Bureau of International Exhibitions
Bureau of International Exhibitions
- Headquartered in Paris, France, the International Bureau of
Exhibitions (BIE) was established in 1928 as the international treaty
organization to sanction and monitor international exhibitions of long
duration (over three weeks) and significant scale. As of October 2012, the membership of the BIE
included 161 signatory nations. The bureau currently handles a schedule
of 4 major events per decade; the large scale "registered" world expos
on the 0 and 5 year of the decade, whose bidding begins 9 years prior
to the date in question, and two smaller scale "recognized" world
expos, one held during the 1,2,3, or 4 years of a decade and the 2nd on
the 6,7,8, or 9 year of a decade.
The two main criteria that distinguish between registered and
recognized events are that recognized events are limited to 3 months in
duration and 62 acres (25 hectares) in size. The large scale
"registered" event can be on a universal or special theme scale,
depending on the wishes of the organizers. The last "registered"
exposition was Expo 2010 in Shanghai, China. The last small scale
"recognized" event was Expo 2012 held in Yoesu, South Korea. The
Bureau also sanctions the highest caliber international garden
expositions (those with A1 status) of the Association of Horticultural
Producers (AIPH). An example of this type of event was Royal
Flora Ratchaphreuk 2006-7 held in Chiang Mai, China and Floridade 2012. Most decades
see three events of A1 status recognized by the AIPH and BIE.
Events on the Horizon -
- Presently Sanctioned: World Expo 2015 (BIE Registered Event
with Special Characteristics). Milan, Italy won the right to host Expo
2015 during a vote on March 31, 2008. This large scale "registered"
exposition will be held in Milan, Italy after the the final vote in the
143rd session of the General Assembly saw Milan gain a majority of the
votes among 151 voting member nations. May 1 to October 31, 2015.
Upcoming Bids -
Upcoming Bids -
- Expo 2017, Expo 2020: World
Expo 2017 (BIE Recognized Event, Small Scale
Exposition, with Special Characteristics) and World Expo 2020 (BIE
Registered Large Scale Exposition with Universal Characteristics). The
bidding process for the next recognized event in 2017 will culminate in
the selection of the host city in December 2012 between Aksana,
Kazakhstan and Liege, Belgium. The
next large scale registered exhibition, 2020, which were submitted nine
years prior to their opening day with other candidates wishing to
challenge a bid doing so within one year of the first submission for
each event, are now in and under review. They include Dubai, UAE; Ayutthaya, Thailland; Izmir, Turkey; Sao Paulo, Brazil; and Ekaterinburg, Russia.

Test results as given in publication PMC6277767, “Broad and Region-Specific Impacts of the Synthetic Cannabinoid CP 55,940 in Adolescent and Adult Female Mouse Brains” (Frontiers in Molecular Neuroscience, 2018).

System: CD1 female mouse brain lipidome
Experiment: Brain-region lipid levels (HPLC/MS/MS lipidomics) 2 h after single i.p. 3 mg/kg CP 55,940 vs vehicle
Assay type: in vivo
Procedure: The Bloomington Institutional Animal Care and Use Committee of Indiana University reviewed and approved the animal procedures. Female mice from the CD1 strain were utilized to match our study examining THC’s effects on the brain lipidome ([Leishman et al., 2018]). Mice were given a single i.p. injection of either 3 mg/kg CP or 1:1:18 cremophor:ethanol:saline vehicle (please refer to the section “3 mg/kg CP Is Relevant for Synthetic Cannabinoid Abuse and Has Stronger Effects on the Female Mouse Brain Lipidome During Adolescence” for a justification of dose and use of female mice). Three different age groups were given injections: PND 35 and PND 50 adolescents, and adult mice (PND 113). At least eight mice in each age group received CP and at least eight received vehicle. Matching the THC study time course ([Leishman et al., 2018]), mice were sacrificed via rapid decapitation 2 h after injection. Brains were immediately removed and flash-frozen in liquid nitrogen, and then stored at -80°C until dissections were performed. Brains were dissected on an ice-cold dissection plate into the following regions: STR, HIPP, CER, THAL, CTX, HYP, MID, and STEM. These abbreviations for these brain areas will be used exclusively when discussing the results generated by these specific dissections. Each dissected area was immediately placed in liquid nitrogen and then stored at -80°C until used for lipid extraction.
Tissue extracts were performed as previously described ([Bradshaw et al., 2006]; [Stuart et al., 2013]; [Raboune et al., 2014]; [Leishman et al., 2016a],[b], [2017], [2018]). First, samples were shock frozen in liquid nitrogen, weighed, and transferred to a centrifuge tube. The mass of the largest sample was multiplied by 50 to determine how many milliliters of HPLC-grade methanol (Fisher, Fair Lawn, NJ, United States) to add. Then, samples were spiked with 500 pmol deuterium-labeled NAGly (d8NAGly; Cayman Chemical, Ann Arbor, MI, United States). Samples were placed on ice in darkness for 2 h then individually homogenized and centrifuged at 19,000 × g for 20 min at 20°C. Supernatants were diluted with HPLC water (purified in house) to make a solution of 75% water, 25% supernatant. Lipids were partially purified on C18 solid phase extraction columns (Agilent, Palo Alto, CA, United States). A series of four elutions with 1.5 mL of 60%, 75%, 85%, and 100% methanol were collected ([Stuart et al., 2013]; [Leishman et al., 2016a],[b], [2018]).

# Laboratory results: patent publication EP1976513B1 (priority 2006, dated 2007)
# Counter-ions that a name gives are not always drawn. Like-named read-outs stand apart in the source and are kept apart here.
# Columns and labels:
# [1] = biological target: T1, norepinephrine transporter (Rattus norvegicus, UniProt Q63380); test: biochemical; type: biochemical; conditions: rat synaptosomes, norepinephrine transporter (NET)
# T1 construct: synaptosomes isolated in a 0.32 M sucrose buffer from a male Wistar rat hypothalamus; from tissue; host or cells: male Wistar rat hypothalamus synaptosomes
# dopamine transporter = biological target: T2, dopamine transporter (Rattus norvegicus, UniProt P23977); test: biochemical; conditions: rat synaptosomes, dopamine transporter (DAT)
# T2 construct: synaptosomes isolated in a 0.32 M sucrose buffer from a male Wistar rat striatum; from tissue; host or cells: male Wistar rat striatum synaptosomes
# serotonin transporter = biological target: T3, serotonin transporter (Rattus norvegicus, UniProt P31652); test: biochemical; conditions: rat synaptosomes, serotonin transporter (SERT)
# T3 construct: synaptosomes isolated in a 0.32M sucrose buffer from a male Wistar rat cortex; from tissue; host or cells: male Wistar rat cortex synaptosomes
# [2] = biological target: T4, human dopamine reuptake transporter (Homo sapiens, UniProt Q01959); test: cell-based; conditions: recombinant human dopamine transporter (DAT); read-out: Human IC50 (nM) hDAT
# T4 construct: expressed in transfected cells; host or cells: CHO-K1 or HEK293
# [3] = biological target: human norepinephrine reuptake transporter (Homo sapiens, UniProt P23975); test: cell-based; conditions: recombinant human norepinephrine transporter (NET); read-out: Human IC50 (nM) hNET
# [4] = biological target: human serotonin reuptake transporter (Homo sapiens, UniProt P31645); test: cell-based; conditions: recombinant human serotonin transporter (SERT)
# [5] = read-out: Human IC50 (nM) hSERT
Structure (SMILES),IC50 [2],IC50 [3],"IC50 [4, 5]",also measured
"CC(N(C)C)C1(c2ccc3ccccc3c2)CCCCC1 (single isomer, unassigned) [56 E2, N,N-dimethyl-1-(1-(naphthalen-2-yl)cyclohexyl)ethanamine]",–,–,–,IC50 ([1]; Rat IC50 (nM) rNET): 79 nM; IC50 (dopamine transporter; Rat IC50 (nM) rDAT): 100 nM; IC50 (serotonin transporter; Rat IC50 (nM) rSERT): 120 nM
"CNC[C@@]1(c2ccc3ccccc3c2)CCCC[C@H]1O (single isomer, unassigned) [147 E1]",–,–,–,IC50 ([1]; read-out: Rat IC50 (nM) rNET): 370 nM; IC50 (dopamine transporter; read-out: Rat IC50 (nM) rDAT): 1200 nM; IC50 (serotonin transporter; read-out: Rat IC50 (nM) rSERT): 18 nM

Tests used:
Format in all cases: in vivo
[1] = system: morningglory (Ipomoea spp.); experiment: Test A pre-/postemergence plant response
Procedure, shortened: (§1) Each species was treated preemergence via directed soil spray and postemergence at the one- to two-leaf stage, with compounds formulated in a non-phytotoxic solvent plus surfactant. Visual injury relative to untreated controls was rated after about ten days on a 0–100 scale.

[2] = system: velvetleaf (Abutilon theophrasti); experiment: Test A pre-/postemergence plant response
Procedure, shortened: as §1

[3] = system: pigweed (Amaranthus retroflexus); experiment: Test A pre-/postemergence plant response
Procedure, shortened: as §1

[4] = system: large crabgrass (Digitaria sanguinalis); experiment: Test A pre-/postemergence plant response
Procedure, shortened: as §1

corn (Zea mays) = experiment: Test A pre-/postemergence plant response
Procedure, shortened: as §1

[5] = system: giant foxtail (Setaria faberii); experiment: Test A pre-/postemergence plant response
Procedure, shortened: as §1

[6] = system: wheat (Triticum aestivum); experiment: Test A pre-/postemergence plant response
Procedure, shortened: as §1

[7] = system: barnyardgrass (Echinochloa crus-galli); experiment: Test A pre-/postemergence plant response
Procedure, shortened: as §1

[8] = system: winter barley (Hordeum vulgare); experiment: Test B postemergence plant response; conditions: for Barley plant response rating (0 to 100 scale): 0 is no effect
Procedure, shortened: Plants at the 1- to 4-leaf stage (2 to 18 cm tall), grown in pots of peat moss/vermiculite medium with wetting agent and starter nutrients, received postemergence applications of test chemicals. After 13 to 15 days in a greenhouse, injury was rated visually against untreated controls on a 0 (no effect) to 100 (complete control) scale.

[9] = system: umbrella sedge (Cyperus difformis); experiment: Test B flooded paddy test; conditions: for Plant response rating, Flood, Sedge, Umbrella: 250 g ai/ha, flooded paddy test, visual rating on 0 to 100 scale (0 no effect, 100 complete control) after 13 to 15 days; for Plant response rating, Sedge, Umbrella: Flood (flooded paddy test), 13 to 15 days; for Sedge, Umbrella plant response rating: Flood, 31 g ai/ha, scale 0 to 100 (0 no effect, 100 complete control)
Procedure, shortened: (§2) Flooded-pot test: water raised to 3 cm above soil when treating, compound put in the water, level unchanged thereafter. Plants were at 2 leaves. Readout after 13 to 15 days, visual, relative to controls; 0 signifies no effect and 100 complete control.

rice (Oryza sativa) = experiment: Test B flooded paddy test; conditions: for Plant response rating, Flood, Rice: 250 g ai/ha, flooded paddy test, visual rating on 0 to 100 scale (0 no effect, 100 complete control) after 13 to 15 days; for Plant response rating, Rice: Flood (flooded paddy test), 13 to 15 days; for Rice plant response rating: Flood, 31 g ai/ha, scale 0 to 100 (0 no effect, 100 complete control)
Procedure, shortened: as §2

Expo 2022, Expo 2025: Bidding for the next round
of candidates, after selection of the host cities above, can begin five
years prior to the small "recognized" small scale event in 2022, and
nine years prior to the next "registered" large scale event in 2025.
Current U.S.A. Status
- As of May 2002, the U.S.A. withdrew from the Bureau
of International Exhibitions. This does not preclude hosting
or participation in
B.I.E. events, however, hosting would be difficult to achieve without
membership status due to voting procedures, and participation is more
costly for non-member states. In the past several years, several cities within
U.S.A. have made inquiries into potential hosting (New York, Atlanta,
Phoenix, San Francisco among them), however, it is imperative for those efforts,
if they are to succeed, to change this stance.
If you are
interested in joining the effort to change the stance within the United
States toward the Bureau of International Exhibitions, please contact
your U.S. Representative and Senator. Participation in the
is controlled by the Senate Foreign Relations Committee; while
coordination of a U.S. hosting arrangement is under the auspices of
both the U.S. Commerce Department and the U.S. State Department.
Recent staffing changes and the successful participation of
the United States at Expo 2005 in Nagoya, Japan and Shanghai, China in Expo 2020 have begun to change
minds within some departments of the U.S. government. A privately funded and run effort has just completed hosting the
United States pavilion at Expo 2012 in Yoesu, South Korea.
The expenses incurred to participate in international
currently prohibited to come from general U.S. treasury revenues and
must be fundraised from private sources. Membership for nations in the
B.I.E. costs approximately $35,000 per year.
U.S. involvement in international expositions began in 1851 with the
first world's fair in London, England and continued unabated until our
withdrawal from our commitment to participate in Expo 2000 in Hanover,
Germany. The United States also did
not participate in Expo 2008 in Zargosa, Spain.
For links to the BIE
and other upcoming Expo sources, visit our links page.
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Reports for Expo 2008 Zaragosa (Post) and Expo 2010 (Post) Shanghai now available.